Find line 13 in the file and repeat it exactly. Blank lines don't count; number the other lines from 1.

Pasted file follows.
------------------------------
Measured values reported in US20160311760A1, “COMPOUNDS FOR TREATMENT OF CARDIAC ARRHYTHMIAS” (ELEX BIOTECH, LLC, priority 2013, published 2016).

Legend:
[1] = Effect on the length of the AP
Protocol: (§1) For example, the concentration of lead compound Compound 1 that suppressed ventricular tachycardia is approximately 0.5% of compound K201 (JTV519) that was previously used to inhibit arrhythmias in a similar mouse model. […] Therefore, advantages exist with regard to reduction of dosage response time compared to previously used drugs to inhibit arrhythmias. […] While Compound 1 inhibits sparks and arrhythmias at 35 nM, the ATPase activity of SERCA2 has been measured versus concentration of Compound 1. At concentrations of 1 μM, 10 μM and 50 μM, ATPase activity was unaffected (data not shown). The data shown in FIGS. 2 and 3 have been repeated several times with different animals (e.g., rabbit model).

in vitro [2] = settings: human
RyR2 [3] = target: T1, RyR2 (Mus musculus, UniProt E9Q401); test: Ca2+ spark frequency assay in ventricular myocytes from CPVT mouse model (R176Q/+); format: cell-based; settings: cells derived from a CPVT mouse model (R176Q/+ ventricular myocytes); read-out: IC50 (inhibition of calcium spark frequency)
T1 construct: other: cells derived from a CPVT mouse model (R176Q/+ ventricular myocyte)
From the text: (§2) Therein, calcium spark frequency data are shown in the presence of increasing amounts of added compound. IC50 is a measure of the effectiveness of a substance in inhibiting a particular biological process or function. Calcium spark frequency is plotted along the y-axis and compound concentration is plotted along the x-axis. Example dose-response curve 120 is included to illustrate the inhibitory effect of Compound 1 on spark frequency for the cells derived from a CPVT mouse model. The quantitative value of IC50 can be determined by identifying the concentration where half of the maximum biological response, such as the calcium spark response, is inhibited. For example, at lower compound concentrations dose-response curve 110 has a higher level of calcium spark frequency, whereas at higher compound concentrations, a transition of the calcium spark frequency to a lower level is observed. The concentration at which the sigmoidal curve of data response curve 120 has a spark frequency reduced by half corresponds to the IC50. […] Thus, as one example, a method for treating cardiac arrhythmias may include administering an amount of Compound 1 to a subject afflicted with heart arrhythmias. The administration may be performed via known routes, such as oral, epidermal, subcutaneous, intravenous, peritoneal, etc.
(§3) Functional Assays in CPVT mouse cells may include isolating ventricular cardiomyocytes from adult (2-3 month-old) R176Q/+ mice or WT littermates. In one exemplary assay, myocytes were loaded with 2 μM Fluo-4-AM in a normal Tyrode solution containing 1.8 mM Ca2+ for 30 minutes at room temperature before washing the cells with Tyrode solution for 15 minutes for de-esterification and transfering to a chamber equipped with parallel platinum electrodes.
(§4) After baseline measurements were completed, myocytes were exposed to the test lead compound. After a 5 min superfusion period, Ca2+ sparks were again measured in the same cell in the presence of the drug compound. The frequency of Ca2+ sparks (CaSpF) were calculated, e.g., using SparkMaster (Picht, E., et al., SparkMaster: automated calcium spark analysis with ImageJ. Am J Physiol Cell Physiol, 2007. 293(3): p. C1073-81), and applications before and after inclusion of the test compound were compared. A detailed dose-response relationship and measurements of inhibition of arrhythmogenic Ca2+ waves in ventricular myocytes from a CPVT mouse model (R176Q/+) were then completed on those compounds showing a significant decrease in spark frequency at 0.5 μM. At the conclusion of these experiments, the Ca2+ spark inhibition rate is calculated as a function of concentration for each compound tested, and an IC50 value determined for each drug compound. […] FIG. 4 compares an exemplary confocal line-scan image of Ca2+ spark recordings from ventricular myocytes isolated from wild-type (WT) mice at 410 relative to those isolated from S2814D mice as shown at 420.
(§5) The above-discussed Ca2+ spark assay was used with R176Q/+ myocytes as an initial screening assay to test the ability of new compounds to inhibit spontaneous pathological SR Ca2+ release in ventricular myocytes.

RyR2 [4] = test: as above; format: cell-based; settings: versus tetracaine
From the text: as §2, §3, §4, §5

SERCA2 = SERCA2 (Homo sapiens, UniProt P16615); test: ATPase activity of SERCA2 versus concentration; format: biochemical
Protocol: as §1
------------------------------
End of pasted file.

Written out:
From the text: as §2, §3, §4, §5